Chapter 33




HERBERT AS A NEWSBOY

The next morning, by advice of his roommate, Herbert got up early, and made his way downtown and obtained a supply of morning papers.

The first day was not a success, chiefly on account of his inexperience. He was "stuck" on nearly half his papers, and the profits were less than nothing. But Herbert was quick to learn. The second day, though he still had some papers left, he cleared twenty- five cents. The third day he netted seventy-five. He felt now that he had passed the period of experiment, and that he would at any rate, be able to pay his board. Of course, he hoped for something better, and indeed felt confident of it.

Three weeks later, about eleven o'clock in the forenoon, as he stood in front of the Astor House, with his last paper in his hand, he heard his name called:

"Hello, Carter; are you here?"

He did not need to turn around to recognize James Leech.

"Good-morning, James," he said, politely.

"So you're a newsboy," said James.

"Yes; any way to make a living."

"Do you make much?" inquired his old foe, curiously.

"I haven't made enough to retire upon yet; but I can manage to pay my board."

"How much do you pay for your board?"

Herbert hesitated about gratifying his curiosity, but finally did so.

"Four dollars," repeated James, scornfully. "It can't be much of a boarding house."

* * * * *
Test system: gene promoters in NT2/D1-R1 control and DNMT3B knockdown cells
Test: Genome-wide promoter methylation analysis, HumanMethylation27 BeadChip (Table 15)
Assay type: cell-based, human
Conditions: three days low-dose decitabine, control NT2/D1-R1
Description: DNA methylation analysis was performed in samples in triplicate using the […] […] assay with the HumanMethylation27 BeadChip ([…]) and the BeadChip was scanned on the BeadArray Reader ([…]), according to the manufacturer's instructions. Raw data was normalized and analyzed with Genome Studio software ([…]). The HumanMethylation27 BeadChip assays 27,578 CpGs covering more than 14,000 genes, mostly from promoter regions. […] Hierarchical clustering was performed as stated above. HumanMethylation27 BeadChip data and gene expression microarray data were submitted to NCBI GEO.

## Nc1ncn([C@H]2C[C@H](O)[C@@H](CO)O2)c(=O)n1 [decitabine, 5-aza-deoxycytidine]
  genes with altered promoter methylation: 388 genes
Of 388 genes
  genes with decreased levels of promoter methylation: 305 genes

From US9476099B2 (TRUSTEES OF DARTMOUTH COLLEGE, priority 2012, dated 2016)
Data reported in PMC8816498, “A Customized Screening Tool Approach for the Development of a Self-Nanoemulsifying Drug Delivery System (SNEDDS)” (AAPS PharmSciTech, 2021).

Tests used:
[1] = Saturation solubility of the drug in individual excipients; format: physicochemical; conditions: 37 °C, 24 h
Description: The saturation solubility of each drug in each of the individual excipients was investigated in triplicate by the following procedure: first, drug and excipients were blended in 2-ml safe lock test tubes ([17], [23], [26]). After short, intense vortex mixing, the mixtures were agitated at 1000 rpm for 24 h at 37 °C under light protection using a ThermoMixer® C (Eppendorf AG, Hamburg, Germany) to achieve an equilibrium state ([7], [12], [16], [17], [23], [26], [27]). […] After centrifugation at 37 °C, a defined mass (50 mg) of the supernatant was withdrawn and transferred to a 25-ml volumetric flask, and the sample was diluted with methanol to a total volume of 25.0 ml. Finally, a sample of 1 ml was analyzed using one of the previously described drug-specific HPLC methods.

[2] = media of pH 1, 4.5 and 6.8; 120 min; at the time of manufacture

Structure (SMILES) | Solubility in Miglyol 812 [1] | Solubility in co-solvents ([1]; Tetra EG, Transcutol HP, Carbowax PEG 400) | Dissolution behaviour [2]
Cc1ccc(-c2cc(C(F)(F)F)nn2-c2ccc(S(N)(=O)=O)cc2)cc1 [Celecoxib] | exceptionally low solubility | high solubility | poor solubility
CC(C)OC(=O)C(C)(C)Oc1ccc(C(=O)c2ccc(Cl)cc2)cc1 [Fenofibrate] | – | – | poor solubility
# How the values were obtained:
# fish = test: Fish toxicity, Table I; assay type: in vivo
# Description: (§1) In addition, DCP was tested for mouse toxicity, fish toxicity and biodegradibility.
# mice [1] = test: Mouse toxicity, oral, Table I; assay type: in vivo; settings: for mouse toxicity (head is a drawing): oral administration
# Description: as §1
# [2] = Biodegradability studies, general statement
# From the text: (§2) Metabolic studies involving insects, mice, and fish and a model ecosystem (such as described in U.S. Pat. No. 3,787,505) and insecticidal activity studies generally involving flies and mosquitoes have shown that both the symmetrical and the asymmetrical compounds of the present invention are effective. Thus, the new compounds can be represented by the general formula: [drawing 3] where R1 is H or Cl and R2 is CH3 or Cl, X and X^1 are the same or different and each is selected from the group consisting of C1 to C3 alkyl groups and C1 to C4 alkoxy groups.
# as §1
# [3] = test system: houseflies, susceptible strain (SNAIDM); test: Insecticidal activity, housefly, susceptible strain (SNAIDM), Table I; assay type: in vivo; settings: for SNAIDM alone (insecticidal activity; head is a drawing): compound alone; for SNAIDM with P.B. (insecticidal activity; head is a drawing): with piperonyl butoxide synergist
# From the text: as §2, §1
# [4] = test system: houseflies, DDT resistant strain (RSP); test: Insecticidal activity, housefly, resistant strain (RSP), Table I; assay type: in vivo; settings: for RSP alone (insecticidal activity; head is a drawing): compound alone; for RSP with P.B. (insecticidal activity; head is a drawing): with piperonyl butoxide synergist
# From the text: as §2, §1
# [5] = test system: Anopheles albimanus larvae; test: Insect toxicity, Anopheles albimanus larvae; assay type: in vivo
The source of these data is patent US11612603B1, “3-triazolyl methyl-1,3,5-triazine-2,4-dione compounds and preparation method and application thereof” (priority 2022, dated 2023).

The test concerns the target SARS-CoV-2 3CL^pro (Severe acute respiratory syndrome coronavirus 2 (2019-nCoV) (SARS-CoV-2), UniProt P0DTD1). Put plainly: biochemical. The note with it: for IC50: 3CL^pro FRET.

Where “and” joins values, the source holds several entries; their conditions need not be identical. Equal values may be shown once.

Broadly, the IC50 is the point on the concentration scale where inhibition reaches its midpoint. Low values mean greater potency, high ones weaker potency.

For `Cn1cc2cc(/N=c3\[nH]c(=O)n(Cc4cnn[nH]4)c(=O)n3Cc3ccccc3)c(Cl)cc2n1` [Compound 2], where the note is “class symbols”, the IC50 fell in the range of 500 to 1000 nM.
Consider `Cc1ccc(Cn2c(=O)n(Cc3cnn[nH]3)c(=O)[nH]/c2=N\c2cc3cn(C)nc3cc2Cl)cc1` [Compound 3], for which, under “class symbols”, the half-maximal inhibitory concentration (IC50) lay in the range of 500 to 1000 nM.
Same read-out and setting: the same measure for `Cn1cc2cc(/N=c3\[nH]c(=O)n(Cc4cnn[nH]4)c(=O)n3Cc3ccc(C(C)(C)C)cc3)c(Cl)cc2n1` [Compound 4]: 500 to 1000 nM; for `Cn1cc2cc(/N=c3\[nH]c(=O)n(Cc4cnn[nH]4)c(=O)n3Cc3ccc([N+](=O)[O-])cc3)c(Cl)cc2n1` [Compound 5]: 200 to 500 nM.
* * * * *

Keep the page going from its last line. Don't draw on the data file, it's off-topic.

"An Italian count boards there," said Herbert, knowing James' respect for rank.

"You don't say so!" returned James, rather impressed. "Did he ever speak to you?"

"He spoke to me this morning."

"What did he say?"

"'Will you pass ze butter?'"

"Do you save up any money?" inquired James.

Herbert penetrated his motive in asking the question, and did not mean to give too definite information. But James was bent on learning all he could.

"How much do you make a day?" he asked.

"Sometimes more, sometimes less, just as it happens."

"I can't tell anything from that."

"Why do you want to know?" asked Herbert, pointedly.

"Curiosity, I suppose."

"So I thought. If it was from interest in me, I would tell you; but I don't care to gratify your curiosity."

"You don't expect me to feel any interest in a common newsboy, do you?"

"No; I don't. I know you too well for that."

"I don't see what object you have in refusing to answer my questions."

"If you are thinking of going into the business, yourself, I'll tell you."

"I a newsboy? I sell papers in the street? You must be crazy!" returned James, haughtily.

"I suppose you feel above it," said Herbert, smiling.

"To be sure I do. Haven't I a right to?"

"Oh, you must settle that question for yourself. Papers, sir?"

The gentleman addressed purchased the last remaining paper, and
Herbert was free till afternoon.

"How do you like the city?" asked James.

"Very much. I should like to have my mother here; then I would be contented."

"We may come to live here," said James. "Of course, we shall live in a brownstone front, uptown."

"I live in a brick house," said Herbert, smiling.

"Fashionable people live in brownstone fronts."

"I may be rich some time."

"Then you'll have to go into some other business. But there isn't much hope for you. You'll be a poor man."

"You seem very confident of it."

"You've got no chance, you know. But I must be going."

"Who do you think I met this morning, father?" asked James, later in the day.

"I don't know."

"The Carter boy."

"Where did you meet him?"